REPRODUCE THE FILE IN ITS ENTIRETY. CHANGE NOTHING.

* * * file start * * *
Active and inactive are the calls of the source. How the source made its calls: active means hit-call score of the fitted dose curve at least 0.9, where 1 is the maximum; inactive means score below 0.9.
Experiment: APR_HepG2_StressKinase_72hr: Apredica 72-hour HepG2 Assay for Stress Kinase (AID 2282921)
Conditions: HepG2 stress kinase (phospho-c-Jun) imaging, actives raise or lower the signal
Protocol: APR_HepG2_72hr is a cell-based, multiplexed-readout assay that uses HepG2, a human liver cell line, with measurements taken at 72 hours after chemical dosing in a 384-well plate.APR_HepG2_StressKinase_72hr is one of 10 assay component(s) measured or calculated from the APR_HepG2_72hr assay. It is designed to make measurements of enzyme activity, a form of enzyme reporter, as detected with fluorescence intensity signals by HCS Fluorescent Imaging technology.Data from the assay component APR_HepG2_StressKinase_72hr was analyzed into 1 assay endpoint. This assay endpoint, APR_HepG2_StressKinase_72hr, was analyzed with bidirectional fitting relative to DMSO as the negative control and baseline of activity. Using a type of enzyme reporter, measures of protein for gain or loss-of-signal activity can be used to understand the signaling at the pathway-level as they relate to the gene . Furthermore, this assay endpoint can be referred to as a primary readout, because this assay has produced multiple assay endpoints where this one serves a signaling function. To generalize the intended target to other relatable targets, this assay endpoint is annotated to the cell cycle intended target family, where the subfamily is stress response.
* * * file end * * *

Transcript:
Active and inactive are the calls of the source. How the source made its calls: active means hit-call score of the fitted dose curve at least 0.9, where 1 is the maximum; inactive means score below 0.9.
Experiment: APR_HepG2_StressKinase_72hr: Apredica 72-hour HepG2 Assay for Stress Kinase (AID 2282921)
Conditions: HepG2 stress kinase (phospho-c-Jun) imaging, actives raise or lower the signal
Protocol: APR_HepG2_72hr is a cell-based, multiplexed-readout assay that uses HepG2, a human liver cell line, with measurements taken at 72 hours after chemical dosing in a 384-well plate.APR_HepG2_StressKinase_72hr is one of 10 assay component(s) measured or calculated from the APR_HepG2_72hr assay. It is designed to make measurements of enzyme activity, a form of enzyme reporter, as detected with fluorescence intensity signals by HCS Fluorescent Imaging technology.Data from the assay component APR_HepG2_StressKinase_72hr was analyzed into 1 assay endpoint. This assay endpoint, APR_HepG2_StressKinase_72hr, was analyzed with bidirectional fitting relative to DMSO as the negative control and baseline of activity. Using a type of enzyme reporter, measures of protein for gain or loss-of-signal activity can be used to understand the signaling at the pathway-level as they relate to the gene . Furthermore, this assay endpoint can be referred to as a primary readout, because this assay has produced multiple assay endpoints where this one serves a signaling function. To generalize the intended target to other relatable targets, this assay endpoint is annotated to the cell cycle intended target family, where the subfamily is stress response.